- How will I finance my degree and what scholarships (if any) do I qualify for?
“I would strongly discourage students who are unsure about their long terms goals from applying to graduate school just to have an advanced degree,” she said. Otherwise, you could spend years and tens of thousands of dollars on another degree, yet find yourself still struggling to find a job. “An advanced degree is a considerable investment, and it is only worthwhile if a student is fully committed to the goals they hope to accomplish with a graduate degree,” she said.
She suggested doing as much research as possible first, such as comparing programs at different schools, what kind of courses and learning experiences they offer, the faculty and mentors that will be made available to you, and the kinds of careers recent alumni have. “Many universities hold information sessions for prospective students or offer virtual tours,” she added. “Browse social media channels specifically for the graduate program you are interested in, and consider reaching out to recent alumni for learn more about their experiences first-hand.”
Dr. Cohen noted that the benefits of going back to school (if this won’t drive you into debt and it makes sense with your career plan) include the networking opportunities and professional connections that can be essential to continuing your career. In fact, LendEDU’s survey found that of the 41.3% of new graduates who have found jobs, most (28.33%) secured their positions via mutual connections through a family member or friend, and 21.07% had previously interned at the company.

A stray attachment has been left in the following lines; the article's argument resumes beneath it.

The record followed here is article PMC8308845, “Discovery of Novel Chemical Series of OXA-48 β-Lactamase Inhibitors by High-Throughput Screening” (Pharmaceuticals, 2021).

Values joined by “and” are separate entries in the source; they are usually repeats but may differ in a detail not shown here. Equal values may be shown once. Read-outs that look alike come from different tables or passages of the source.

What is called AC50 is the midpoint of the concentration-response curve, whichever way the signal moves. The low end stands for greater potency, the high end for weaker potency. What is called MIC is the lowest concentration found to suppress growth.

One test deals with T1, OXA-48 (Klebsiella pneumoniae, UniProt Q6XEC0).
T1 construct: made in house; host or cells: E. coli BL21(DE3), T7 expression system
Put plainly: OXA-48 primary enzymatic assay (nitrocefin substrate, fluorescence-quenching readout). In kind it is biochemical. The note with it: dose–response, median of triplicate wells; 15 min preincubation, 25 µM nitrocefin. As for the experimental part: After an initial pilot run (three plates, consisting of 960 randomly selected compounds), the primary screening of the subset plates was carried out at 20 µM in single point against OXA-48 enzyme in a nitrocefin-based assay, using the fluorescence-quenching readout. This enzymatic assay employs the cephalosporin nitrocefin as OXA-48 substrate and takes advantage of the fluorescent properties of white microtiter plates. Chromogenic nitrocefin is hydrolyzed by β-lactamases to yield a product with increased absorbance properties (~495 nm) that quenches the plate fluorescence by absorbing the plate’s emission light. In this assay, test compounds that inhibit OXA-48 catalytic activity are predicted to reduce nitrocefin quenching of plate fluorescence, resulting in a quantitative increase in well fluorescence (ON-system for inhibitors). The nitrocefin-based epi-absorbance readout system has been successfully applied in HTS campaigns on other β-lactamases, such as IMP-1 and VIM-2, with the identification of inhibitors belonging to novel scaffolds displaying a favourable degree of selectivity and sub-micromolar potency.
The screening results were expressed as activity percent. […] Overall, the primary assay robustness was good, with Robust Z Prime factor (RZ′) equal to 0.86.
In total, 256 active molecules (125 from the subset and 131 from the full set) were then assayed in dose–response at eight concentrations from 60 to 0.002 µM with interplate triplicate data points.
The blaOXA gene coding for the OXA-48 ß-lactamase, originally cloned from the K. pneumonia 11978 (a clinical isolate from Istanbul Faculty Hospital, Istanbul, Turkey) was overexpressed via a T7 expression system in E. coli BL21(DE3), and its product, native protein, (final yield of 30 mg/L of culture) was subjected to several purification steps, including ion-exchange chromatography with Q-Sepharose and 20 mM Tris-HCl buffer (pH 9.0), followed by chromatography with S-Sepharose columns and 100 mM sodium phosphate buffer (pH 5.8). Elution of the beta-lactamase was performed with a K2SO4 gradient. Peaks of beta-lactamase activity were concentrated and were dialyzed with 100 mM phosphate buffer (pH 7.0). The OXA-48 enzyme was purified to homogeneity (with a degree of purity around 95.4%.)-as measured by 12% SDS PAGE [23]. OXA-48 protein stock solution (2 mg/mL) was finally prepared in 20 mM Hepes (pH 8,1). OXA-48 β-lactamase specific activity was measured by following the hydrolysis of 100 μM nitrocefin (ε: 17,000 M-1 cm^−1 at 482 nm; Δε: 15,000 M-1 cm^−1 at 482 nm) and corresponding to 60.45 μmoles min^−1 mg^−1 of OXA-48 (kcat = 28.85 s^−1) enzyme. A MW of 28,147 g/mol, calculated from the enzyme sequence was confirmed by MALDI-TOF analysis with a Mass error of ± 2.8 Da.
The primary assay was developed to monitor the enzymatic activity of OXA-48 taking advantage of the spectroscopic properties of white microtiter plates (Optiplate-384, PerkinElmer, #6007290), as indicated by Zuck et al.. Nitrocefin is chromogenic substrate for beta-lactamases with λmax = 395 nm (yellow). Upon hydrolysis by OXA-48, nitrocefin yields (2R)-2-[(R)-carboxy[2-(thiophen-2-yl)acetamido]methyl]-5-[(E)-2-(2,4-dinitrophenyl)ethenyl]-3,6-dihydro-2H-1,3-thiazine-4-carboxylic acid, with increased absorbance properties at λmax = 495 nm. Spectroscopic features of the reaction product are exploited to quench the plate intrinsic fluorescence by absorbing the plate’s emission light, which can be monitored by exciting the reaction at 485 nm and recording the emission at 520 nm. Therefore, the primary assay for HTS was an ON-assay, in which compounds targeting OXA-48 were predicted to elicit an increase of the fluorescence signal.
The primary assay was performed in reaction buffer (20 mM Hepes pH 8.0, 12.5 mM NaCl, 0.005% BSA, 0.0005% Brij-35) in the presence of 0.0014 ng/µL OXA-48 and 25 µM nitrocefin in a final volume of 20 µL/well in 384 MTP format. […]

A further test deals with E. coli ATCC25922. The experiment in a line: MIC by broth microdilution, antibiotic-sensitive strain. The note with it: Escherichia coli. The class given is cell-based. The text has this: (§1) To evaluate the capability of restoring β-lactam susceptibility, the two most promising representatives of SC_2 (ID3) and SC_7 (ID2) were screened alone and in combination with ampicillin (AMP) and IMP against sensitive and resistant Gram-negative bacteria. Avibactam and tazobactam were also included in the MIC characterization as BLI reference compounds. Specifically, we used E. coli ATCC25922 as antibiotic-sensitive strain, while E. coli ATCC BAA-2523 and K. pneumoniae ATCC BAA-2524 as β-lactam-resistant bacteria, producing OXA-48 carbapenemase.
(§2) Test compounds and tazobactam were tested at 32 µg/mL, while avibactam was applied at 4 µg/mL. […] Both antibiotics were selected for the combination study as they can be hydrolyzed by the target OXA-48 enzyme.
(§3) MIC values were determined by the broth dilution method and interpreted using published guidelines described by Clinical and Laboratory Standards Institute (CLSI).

And some recent grads confessed in the new survey that adulting can be intimidating. Most graduates in the survey (39%) said the “scariest” part about off-campus life is having to pay taxes and set a budget; those are even more worrying “real world” responsibilities than finding a job (31.2%). Grads are also fretting about not being around their friends all of the time (11.3%) and having to get up early five days a week (8.5%).
“Never thought I’d say I want to go back to school,” tweeted a recent grad under the username Maddie B, “but I hate working two jobs, having to pay for stuff and it’s only been a few months. “
Gainfully-employed 2018 college graduate Jenna Salerno also told the LendEDU research team that she misses her academic leisure time. “What I was dreading most about the working world was losing time. Even though I was going to class, it wasn’t for eight hours a day, so I still had time after to relax, work out, and do anything else,” she wrote. “Though I have been working at my job for almost six months, I still miss the free time I used to have.”
Amongst the other hired grads who are already working things out in LendEDU’s report, one third (33.41%) are making a base salary of $35,000 or lower, and more than a quarter (26.63%) are pulling in between $36,000 and $50,000. And in some cases, the salaries that the Class of 2018 is earning are actually higher than what those who are still looking expect to make. While only 15.7% of unemployed respondents expected to make between $51,000 and $75,000, for example, 17.68% of the polled grads who found jobs were actually within this range. And just 5.52% of the still unhired grads expected to net $100,000 or higher, but it turns out that 8.47% of employed respondents actually landed a six-figure salary.